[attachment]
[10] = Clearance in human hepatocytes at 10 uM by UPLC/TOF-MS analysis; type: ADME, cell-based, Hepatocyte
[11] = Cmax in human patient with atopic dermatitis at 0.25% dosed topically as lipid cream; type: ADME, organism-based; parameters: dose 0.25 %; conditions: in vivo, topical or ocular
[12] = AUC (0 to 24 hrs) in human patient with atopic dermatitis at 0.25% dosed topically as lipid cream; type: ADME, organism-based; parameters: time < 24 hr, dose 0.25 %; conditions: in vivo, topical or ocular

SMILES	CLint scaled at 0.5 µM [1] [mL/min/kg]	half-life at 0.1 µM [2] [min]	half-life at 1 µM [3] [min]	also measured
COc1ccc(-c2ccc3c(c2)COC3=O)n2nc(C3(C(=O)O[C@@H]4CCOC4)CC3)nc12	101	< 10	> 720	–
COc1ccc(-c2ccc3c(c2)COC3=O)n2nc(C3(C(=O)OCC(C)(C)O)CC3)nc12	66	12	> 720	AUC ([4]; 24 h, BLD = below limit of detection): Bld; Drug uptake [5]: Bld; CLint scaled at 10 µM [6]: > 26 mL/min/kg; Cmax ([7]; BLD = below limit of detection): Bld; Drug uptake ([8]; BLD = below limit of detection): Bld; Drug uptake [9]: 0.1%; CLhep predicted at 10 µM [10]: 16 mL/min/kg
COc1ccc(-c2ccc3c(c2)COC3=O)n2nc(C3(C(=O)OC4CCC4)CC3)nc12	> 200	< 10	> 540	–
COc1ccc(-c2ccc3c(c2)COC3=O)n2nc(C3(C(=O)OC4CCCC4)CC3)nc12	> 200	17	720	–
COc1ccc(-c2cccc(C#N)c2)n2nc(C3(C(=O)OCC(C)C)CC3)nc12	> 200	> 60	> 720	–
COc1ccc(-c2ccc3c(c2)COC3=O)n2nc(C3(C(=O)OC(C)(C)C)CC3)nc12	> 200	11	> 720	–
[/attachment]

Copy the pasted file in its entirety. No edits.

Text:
[10] = Clearance in human hepatocytes at 10 uM by UPLC/TOF-MS analysis; type: ADME, cell-based, Hepatocyte
[11] = Cmax in human patient with atopic dermatitis at 0.25% dosed topically as lipid cream; type: ADME, organism-based; parameters: dose 0.25 %; conditions: in vivo, topical or ocular
[12] = AUC (0 to 24 hrs) in human patient with atopic dermatitis at 0.25% dosed topically as lipid cream; type: ADME, organism-based; parameters: time < 24 hr, dose 0.25 %; conditions: in vivo, topical or ocular

SMILES	CLint scaled at 0.5 µM [1] [mL/min/kg]	half-life at 0.1 µM [2] [min]	half-life at 1 µM [3] [min]	also measured
COc1ccc(-c2ccc3c(c2)COC3=O)n2nc(C3(C(=O)O[C@@H]4CCOC4)CC3)nc12	101	< 10	> 720	–
COc1ccc(-c2ccc3c(c2)COC3=O)n2nc(C3(C(=O)OCC(C)(C)O)CC3)nc12	66	12	> 720	AUC ([4]; 24 h, BLD = below limit of detection): Bld; Drug uptake [5]: Bld; CLint scaled at 10 µM [6]: > 26 mL/min/kg; Cmax ([7]; BLD = below limit of detection): Bld; Drug uptake ([8]; BLD = below limit of detection): Bld; Drug uptake [9]: 0.1%; CLhep predicted at 10 µM [10]: 16 mL/min/kg
COc1ccc(-c2ccc3c(c2)COC3=O)n2nc(C3(C(=O)OC4CCC4)CC3)nc12	> 200	< 10	> 540	–
COc1ccc(-c2ccc3c(c2)COC3=O)n2nc(C3(C(=O)OC4CCCC4)CC3)nc12	> 200	17	720	–
COc1ccc(-c2cccc(C#N)c2)n2nc(C3(C(=O)OCC(C)C)CC3)nc12	> 200	> 60	> 720	–
COc1ccc(-c2ccc3c(c2)COC3=O)n2nc(C3(C(=O)OC(C)(C)C)CC3)nc12	> 200	11	> 720	–